2017 FUTA Credit Reductions, Some 2018 UI Bases Released

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By Jazlyn Williams

Employers in two jurisdictions are to pay higher payroll costs for 2017 because of Federal Unemployment Tax Act credit reductions, unchanged from 2016, the Labor Department said Nov. 13 in a credit-reduction assessment list.

Employers are assessed a higher federal unemployment tax rate than the standard effective rate of 0.6 percent on wages paid for work performed in or otherwise attributable to credit-reduction jurisdictions because the tax credit they can apply on such wages is less than the maximum credit of 5.4 percent.

California and the U.S. Virgin Islands each are to have a general FUTA credit reduction of 2.1 percent, causing employers in these jurisdictions to be assessed an additional federal unemployment tax cost of up to $147 for each employee for 2017.

An extra credit reduction, the benefit-cost rate (BCR) add-on, could have been in effect for the U.S. Virgin Islands for 2017, but the federal Labor Department approved the jurisdiction’s application for relief from the add-on. Approval of the relief allowed employers in the U.S. Virgin Islands to avoid a BCR add-on of 1.1 percent, a cost of up to $77 for each employee.

The Labor Department also approved California’s BCR waiver application, though the state did not have a potential BCR add-on for 2017, the department said.

Changes in UI Wage Bases

Increases to unemployment-taxable wage bases for 2018 were acknowledged by 11 states: Colorado, Iowa, Montana, Nevada, New Jersey, New York, North Carolina, Ohio, Pennsylvania, Vermont, and Washington.

These states are to decrease unemployment-taxable wage bases for 2018: Arkansas, Delaware, New Mexico, Oklahoma, and Wyoming.

Washington’s 2018 wage base, $47,300, is to be the highest unemployment wage base ever applied.

In the accompanying wage base comparison chart, changes for 2018 are in bold. Wage bases that decreased are in bold italic.

State 2017 2018
Alabama $8,000 $8,000
Alaska 39,800 *
Arizona 7,000 7,000
Arkansas 12,000 10,000
California 7,000 7,000
Colorado 12,500 12,600
Connecticut 15,000 15,000
Delaware 18,500 16,500
Dist. of Columbia 9,000 9,000
Florida 7,000 7,000
Georgia 9,500 9,500
Hawaii 44,000 *
Idaho 37,800 *
Illinois 12,960 12,960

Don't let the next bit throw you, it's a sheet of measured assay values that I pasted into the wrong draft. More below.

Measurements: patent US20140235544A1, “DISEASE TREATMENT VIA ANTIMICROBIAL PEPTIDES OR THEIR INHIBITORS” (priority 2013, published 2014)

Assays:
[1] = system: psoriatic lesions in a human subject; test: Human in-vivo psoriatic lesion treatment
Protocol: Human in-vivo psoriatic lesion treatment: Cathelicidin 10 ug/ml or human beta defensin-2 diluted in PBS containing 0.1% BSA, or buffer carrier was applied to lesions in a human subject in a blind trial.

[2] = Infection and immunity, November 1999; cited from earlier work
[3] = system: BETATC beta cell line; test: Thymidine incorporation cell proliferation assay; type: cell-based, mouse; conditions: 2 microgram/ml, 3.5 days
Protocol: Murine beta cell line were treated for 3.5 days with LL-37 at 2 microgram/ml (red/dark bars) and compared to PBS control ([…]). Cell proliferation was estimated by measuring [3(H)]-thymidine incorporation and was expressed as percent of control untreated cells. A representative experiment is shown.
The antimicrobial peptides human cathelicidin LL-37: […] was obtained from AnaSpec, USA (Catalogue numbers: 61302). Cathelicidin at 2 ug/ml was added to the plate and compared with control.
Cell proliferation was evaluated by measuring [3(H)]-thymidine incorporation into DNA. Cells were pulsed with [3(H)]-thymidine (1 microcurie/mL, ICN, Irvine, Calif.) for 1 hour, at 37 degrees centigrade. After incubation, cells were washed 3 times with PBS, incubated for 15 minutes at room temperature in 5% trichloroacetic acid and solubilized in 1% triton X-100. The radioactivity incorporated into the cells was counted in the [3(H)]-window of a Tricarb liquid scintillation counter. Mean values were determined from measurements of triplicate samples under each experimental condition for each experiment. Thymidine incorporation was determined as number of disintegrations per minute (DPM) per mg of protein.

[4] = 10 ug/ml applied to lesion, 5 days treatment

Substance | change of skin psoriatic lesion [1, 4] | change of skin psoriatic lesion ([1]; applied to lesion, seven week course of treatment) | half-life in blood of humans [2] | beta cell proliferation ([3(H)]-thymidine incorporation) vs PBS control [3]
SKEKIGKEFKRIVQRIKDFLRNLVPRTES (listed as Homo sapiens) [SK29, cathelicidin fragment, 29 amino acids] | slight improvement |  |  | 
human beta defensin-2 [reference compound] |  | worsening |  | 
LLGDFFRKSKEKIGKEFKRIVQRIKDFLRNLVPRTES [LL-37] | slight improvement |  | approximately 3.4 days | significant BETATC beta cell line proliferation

Indiana 9,500 9,500
Iowa 29,300 29,900
Kansas 14,000 14,000
Kentucky 10,200 10,200
Louisiana 7,700 7,700
Maine 12,000 12,000
Maryland 8,500 8,500
Massachusetts 15,000 15,000
Michigan 9,000; 9,5001 *
Minnesota 32,000 32,000
Mississippi 14,000 14,000
Missouri 13,000 *
Montana 31,400 32,000
Nebraska 9,000 9,000
Nevada 29,500 30,500
New Hampshire 14,000 14,000
New Jersey 33,500 33,700
New Mexico 24,300 24,200
New York 10,900 11,100
North Carolina 23,100 23,500
North Dakota 35,100 *
Ohio 9,000 9,500
Oklahoma 17,700 17,600
Oregon 38,400 *
Pennsylvania 9,750 10,000
Puerto Rico 7,000 *
Rhode Island 22,400; 23,9002 *
South Carolina 14,000 14,000
South Dakota 15,000 15,000
Tennessee 8,0003 *
Texas 9,000 9,000
Utah 33,100 *
Vermont 17,300 17,600
Virginia 8,000 8,000
Washington 45,000 47,300
West Virginia 12,000 12,000
Wisconsin 14,000 14,000
Wyoming 25,400 24,700

* Wage bases to be announced.

1 For each year when Michigan’s unemployment trust fund balance was sufficiently high during the previous year, Michigan employers not delinquent in paying unemployment-related amounts are assigned a reduced taxable wage base.

2 Experienced Rhode Island employers that are assessed the maximum unemployment tax rate are assigned a higher wage base.

3 Tennessee’s wage base may change July 1 if the state’s unemployment trust fund balance Dec. 31 and then June 30 each are at a level that would require a wage base change.

To contact the reporter on this story: Jazlyn Williams at jwilliams@bna.com. To contact the editor on this story: Michael Baer at mbaer@bna.com.

Copyright © 2017 The Bureau of National Affairs, Inc. All Rights Reserved.

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